House Plants/Howea Forsteriana best pot size
I just bought a Howea Forsteriana—at about 7', a very tall off-the-shelf specimen. Even at this size, however, it still came in the usual small pot, in this case what seems about four litres. Thus, I immediately replanted the palm, but the otherwise perfect pot I had for it is, at about 9 litres, not much bigger.
I am told that Howea Forsteriana can grow to eighteen feet or more. I intend to grow mine (in a north-east-facing corner conservatory, thus, only morning-direct sunlight) to about twelve feet. I know that some species, like Ficus, actually like to be root bound--but unlike Howea, Ficus can tolerate regular near-drying out of the compost. I'm thinking I'm going to need to re-pot the Howea in a much bigger pot; and if so, I'd best do it now.
Howea Forsteriana (Kentia Palm) enjoys being as pot bound as a Ficus, and perhaps even more so because its roots are far more fragile and less extensive than Ficus.
Your volume estimates of the pots seem a bit off. A 7-foot Kentia Palm should be in a 10 or 12 inch (25 to 30 cm.) diameter pot and no larger. In addition, the less repotting you do the better the plant will be because every repotting does some damage to the fine root hairs that do most of the work. Using a potting mix that is consistent with the mix it was grown in is also important. Indeed, the nursery pots and potting mixes that Kentias are grown in are usually ideal for that plant, even though the pot may look small to the layperson's eye.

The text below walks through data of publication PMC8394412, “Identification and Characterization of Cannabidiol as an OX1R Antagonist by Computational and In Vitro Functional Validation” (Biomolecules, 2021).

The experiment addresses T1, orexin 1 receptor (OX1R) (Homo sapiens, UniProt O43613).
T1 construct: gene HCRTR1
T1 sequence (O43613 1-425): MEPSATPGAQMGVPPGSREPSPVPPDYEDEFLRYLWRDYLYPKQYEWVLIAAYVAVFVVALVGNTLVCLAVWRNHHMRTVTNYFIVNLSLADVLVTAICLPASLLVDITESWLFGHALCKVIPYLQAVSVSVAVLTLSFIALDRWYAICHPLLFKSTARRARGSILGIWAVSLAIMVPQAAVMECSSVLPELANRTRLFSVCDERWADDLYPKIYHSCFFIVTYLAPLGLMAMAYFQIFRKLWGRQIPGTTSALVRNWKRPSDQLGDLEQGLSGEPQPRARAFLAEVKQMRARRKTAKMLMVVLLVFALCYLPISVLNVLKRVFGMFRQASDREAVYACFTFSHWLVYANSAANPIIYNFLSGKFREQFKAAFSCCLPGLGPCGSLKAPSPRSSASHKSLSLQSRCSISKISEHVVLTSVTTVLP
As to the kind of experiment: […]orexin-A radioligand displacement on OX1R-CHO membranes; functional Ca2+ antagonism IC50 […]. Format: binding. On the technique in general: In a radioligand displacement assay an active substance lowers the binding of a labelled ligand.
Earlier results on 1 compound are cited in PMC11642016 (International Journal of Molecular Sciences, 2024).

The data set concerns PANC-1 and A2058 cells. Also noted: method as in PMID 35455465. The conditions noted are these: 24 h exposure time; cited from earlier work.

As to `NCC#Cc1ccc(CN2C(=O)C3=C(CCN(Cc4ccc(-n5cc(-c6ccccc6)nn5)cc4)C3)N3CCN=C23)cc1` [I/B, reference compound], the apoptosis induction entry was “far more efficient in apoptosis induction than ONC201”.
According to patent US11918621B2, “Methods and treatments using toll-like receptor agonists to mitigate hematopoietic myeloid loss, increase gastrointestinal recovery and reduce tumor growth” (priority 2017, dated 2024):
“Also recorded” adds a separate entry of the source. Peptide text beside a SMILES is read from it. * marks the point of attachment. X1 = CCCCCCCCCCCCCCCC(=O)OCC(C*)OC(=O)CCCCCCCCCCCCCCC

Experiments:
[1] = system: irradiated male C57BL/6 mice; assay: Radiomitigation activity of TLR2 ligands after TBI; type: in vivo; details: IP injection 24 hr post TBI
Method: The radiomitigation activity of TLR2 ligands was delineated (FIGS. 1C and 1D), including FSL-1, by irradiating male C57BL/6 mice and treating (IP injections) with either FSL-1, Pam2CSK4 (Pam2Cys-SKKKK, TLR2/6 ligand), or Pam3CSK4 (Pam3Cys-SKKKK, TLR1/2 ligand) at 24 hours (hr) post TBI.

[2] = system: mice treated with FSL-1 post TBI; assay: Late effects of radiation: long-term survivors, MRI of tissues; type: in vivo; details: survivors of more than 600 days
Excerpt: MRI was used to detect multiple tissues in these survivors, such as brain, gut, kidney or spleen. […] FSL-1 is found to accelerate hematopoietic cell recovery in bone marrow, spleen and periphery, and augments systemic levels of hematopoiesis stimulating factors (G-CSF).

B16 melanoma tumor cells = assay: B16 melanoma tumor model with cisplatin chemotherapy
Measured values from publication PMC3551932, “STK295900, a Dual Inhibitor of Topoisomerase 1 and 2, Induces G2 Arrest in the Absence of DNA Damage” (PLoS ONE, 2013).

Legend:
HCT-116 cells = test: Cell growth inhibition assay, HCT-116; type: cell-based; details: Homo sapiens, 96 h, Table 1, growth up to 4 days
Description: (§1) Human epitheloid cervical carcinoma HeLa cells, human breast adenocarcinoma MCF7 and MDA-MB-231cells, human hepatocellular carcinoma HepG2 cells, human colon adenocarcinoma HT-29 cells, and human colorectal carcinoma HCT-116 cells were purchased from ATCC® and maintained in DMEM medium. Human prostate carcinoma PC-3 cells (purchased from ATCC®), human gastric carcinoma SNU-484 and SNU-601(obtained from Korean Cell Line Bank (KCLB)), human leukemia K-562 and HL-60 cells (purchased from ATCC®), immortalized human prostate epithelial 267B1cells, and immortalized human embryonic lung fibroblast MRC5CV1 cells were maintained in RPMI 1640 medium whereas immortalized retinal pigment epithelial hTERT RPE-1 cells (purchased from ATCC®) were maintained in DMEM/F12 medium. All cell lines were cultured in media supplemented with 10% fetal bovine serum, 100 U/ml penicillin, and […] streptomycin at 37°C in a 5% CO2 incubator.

Your Palm is not likely to grow as tall as 12-feet. That can happen in its native habitat or in the ideal environment of a green house. In most residential environments, growth is slow and fronds gradually arch more horizontally as gravity takes over. They often become wider than they are tall. So, don't expect too much more height.
If the location you cited provides sunlight only from the side and not also from above, then the location is fine. If there is also an overhead window in your conservatory, then the light may be too direct and cause bleaching of the foliage. This is a plant that grows in deep shade and does not tolerate much direct sun, as many other Palm species do.
If your Kentia is potted in a standard potting mix, then it should be watered thoroughly when the top quarter of the potting mix feels nearly dry. The better quality Kentias in the US are now grown in volcanic cinder potting mixes that are more porous. This helps prevent over watering and means it should be watered when the surface of the cinder mix feels almost dry.
I have written articles on potting and on Palm care that I will email for free to you (or anyone else) who emails a request to me at wcreed@HorticulturalHelp.com.
Please let me know if any of this is unclear or if you have any additional questions.
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Will Creed, Interior Landscaper
Horticultural Help, NYC
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